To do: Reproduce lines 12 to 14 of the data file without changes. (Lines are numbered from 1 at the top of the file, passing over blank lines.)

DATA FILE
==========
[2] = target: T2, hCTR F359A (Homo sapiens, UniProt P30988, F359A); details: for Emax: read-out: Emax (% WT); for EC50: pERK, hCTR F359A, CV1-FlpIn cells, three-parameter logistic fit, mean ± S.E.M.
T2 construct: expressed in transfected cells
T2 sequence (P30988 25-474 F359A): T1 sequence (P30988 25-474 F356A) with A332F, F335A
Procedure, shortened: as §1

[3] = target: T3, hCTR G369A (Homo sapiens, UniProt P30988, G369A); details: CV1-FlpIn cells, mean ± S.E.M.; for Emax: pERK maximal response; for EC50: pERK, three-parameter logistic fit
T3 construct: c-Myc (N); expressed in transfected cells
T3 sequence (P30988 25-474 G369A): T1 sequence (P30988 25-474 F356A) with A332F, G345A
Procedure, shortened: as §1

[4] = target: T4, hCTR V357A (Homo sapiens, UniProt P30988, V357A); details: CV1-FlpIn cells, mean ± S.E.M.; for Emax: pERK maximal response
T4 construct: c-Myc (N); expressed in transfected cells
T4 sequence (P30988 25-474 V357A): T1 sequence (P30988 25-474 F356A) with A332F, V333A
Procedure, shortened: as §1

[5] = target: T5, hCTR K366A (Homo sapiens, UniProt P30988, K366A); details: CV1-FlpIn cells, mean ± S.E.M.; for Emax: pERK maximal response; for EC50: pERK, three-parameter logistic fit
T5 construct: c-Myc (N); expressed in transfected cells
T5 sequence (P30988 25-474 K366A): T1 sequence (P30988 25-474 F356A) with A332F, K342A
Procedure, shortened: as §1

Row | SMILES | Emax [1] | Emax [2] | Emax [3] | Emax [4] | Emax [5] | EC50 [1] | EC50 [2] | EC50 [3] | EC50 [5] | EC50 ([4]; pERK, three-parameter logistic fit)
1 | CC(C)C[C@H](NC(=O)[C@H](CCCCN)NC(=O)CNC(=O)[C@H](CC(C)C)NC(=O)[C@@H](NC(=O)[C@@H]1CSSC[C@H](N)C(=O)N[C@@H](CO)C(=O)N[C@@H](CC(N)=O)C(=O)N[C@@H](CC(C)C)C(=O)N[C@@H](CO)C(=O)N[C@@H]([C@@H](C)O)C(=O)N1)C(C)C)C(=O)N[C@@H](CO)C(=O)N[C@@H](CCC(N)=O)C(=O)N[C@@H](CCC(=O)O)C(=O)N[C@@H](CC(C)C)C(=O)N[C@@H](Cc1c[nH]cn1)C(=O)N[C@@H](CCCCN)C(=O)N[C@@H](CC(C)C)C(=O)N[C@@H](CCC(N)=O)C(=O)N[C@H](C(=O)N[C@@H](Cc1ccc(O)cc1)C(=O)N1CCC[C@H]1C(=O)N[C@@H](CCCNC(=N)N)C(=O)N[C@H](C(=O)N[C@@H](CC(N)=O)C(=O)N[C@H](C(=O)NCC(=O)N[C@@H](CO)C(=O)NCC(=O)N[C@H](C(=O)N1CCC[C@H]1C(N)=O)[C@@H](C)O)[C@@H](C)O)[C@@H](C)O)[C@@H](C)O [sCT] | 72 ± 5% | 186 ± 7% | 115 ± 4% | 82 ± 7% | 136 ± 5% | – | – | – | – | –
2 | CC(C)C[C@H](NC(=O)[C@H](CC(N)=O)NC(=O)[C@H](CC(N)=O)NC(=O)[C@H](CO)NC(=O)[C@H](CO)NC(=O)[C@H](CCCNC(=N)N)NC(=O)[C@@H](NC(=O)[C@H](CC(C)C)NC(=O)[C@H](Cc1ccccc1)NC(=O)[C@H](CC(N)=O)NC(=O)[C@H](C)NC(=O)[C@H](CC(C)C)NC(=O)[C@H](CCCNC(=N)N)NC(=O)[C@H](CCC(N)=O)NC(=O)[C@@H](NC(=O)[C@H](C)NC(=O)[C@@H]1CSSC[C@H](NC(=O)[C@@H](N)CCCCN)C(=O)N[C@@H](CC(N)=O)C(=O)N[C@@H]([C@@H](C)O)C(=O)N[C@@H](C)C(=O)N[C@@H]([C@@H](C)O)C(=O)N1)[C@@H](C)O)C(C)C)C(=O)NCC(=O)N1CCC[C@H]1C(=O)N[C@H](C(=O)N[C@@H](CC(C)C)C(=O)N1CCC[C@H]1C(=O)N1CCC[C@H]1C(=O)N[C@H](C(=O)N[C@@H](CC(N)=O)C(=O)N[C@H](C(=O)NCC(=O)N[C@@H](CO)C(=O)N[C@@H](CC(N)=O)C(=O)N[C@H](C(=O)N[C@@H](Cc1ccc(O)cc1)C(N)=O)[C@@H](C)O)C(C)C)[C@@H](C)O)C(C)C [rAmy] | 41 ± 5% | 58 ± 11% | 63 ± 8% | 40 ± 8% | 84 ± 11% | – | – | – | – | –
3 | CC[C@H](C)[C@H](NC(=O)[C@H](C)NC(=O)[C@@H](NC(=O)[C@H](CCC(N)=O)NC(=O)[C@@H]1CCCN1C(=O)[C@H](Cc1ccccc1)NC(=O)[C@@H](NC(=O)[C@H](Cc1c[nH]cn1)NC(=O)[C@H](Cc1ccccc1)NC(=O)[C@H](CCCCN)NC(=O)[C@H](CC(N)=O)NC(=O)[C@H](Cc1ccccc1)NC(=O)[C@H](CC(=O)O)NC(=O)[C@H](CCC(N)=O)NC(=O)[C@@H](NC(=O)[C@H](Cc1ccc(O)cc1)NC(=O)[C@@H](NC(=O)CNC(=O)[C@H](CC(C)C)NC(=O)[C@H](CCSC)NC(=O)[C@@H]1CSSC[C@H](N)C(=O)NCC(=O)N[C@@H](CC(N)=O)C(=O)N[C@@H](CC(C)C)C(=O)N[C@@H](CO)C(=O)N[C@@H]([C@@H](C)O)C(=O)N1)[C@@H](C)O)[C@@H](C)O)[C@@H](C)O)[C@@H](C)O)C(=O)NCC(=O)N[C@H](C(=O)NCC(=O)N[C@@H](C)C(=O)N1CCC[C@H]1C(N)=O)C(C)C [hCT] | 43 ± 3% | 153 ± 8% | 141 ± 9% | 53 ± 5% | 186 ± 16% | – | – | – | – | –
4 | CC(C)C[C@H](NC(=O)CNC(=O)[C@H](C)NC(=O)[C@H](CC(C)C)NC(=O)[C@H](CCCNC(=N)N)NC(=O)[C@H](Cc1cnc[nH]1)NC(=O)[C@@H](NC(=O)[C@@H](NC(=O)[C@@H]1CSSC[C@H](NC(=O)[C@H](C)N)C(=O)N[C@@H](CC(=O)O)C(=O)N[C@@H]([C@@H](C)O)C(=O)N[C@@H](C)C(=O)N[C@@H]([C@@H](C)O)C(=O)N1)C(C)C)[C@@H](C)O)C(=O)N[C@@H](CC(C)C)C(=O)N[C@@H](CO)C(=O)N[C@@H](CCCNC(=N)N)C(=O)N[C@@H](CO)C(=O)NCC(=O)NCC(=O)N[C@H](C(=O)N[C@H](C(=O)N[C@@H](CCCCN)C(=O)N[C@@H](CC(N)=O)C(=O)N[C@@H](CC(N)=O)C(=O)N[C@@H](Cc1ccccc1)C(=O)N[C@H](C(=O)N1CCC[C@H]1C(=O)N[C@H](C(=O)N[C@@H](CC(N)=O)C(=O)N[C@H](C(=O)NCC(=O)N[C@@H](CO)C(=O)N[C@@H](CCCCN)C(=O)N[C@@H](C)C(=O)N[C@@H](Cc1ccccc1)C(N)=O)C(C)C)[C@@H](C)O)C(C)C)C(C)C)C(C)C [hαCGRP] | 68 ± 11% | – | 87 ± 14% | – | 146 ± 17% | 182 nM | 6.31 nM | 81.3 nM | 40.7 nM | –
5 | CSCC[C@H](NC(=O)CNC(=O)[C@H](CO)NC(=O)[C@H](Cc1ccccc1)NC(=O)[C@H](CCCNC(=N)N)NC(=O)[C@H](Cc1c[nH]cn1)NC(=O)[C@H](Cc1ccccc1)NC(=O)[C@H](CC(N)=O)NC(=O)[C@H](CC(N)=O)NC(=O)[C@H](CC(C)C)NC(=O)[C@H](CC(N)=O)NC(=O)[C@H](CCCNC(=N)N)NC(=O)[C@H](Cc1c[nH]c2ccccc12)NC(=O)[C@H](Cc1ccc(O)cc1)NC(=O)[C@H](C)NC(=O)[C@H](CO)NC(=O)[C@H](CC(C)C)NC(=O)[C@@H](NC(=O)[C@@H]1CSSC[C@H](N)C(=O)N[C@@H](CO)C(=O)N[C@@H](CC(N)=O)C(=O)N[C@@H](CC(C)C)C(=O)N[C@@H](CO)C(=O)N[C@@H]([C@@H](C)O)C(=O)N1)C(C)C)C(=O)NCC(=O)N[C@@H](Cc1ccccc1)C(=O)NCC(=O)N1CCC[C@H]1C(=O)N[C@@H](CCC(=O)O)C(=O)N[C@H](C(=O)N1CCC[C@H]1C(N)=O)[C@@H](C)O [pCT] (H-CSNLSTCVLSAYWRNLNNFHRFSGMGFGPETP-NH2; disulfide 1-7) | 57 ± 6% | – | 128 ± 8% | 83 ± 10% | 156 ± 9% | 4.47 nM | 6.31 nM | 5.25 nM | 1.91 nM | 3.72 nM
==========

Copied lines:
Procedure, shortened: as §1

[5] = target: T5, hCTR K366A (Homo sapiens, UniProt P30988, K366A); details: CV1-FlpIn cells, mean ± S.E.M.; for Emax: pERK maximal response; for EC50: pERK, three-parameter logistic fit
T5 construct: c-Myc (N); expressed in transfected cells